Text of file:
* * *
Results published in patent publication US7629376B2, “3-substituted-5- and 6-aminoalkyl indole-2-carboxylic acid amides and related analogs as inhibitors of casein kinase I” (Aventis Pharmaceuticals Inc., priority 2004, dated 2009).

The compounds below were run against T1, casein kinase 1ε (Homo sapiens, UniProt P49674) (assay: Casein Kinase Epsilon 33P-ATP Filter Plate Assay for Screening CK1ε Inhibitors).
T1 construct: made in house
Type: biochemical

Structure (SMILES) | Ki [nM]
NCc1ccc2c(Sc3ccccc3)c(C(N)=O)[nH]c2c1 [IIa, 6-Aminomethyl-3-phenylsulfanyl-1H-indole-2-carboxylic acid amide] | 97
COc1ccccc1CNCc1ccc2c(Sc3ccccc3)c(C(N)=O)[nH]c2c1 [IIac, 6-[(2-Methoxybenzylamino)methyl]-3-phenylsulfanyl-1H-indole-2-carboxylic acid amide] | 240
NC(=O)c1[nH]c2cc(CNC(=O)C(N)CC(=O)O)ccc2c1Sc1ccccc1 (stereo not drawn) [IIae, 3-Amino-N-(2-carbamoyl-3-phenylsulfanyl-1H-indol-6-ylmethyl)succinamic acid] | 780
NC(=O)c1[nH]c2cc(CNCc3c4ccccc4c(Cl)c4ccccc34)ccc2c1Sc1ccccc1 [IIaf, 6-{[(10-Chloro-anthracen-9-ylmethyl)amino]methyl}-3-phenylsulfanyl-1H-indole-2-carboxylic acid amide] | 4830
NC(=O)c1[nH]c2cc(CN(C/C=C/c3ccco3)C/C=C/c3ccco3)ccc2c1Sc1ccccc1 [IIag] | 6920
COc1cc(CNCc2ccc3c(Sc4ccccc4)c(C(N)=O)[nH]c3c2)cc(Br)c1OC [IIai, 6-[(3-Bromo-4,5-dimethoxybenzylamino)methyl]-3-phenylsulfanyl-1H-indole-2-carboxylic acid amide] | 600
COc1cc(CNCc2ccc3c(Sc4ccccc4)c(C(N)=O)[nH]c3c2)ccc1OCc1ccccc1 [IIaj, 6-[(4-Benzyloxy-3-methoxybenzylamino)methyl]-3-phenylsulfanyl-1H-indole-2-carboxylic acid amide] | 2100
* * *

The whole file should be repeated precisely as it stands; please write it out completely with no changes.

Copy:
Results published in patent publication US7629376B2, “3-substituted-5- and 6-aminoalkyl indole-2-carboxylic acid amides and related analogs as inhibitors of casein kinase I” (Aventis Pharmaceuticals Inc., priority 2004, dated 2009).

The compounds below were run against T1, casein kinase 1ε (Homo sapiens, UniProt P49674) (assay: Casein Kinase Epsilon 33P-ATP Filter Plate Assay for Screening CK1ε Inhibitors).
T1 construct: made in house
Type: biochemical

Structure (SMILES) | Ki [nM]
NCc1ccc2c(Sc3ccccc3)c(C(N)=O)[nH]c2c1 [IIa, 6-Aminomethyl-3-phenylsulfanyl-1H-indole-2-carboxylic acid amide] | 97
COc1ccccc1CNCc1ccc2c(Sc3ccccc3)c(C(N)=O)[nH]c2c1 [IIac, 6-[(2-Methoxybenzylamino)methyl]-3-phenylsulfanyl-1H-indole-2-carboxylic acid amide] | 240
NC(=O)c1[nH]c2cc(CNC(=O)C(N)CC(=O)O)ccc2c1Sc1ccccc1 (stereo not drawn) [IIae, 3-Amino-N-(2-carbamoyl-3-phenylsulfanyl-1H-indol-6-ylmethyl)succinamic acid] | 780
NC(=O)c1[nH]c2cc(CNCc3c4ccccc4c(Cl)c4ccccc34)ccc2c1Sc1ccccc1 [IIaf, 6-{[(10-Chloro-anthracen-9-ylmethyl)amino]methyl}-3-phenylsulfanyl-1H-indole-2-carboxylic acid amide] | 4830
NC(=O)c1[nH]c2cc(CN(C/C=C/c3ccco3)C/C=C/c3ccco3)ccc2c1Sc1ccccc1 [IIag] | 6920
COc1cc(CNCc2ccc3c(Sc4ccccc4)c(C(N)=O)[nH]c3c2)cc(Br)c1OC [IIai, 6-[(3-Bromo-4,5-dimethoxybenzylamino)methyl]-3-phenylsulfanyl-1H-indole-2-carboxylic acid amide] | 600
COc1cc(CNCc2ccc3c(Sc4ccccc4)c(C(N)=O)[nH]c3c2)ccc1OCc1ccccc1 [IIaj, 6-[(4-Benzyloxy-3-methoxybenzylamino)methyl]-3-phenylsulfanyl-1H-indole-2-carboxylic acid amide] | 2100